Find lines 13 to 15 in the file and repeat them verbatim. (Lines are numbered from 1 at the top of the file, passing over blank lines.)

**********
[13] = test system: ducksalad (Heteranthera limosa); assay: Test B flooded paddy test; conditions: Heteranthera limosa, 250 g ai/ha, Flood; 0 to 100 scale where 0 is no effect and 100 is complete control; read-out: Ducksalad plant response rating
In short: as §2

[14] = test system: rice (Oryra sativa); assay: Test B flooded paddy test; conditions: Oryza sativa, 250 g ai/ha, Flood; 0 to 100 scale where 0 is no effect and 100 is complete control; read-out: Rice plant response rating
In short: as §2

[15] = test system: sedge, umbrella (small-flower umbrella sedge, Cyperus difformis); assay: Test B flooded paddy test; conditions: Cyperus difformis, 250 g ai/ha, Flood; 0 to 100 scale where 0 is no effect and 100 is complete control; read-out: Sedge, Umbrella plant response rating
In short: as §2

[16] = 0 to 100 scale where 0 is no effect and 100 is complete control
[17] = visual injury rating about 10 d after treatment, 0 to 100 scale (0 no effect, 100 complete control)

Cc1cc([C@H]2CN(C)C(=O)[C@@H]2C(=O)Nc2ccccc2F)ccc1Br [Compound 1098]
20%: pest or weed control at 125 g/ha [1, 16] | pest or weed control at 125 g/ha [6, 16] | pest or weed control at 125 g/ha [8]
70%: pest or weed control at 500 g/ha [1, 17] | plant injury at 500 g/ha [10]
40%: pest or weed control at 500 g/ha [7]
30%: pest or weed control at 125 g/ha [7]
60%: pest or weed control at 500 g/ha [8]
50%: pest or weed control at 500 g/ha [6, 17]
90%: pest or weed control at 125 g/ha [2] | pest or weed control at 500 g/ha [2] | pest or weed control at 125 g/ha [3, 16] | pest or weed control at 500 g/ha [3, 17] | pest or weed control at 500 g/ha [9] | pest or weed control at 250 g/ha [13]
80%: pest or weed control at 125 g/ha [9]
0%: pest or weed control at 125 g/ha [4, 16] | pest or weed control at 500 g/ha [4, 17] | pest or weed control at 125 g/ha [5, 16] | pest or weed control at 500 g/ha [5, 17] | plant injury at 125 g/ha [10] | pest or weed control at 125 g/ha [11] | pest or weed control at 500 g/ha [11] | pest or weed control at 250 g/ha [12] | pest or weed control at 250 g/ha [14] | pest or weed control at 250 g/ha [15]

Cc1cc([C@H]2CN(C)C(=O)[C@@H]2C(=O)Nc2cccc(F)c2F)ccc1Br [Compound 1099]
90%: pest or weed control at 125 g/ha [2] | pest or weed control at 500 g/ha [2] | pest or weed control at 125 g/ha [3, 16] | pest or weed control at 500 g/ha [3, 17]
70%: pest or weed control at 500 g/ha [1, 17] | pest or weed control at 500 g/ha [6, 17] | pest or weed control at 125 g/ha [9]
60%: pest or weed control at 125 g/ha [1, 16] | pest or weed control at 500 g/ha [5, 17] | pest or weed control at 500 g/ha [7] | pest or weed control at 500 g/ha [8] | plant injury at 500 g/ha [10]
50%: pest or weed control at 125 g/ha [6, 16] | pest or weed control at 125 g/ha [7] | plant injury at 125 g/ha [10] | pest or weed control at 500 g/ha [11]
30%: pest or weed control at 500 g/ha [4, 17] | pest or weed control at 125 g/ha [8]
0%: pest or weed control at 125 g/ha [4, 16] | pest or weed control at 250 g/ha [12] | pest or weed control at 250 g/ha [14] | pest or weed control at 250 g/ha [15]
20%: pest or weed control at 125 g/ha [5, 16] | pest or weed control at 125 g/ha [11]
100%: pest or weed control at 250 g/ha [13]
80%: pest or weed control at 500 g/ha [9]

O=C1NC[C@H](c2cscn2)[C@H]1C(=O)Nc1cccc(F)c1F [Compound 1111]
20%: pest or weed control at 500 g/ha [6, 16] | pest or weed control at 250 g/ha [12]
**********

30%: pest or weed control at 125 g/ha [7]
60%: pest or weed control at 500 g/ha [8]
50%: pest or weed control at 500 g/ha [6, 17]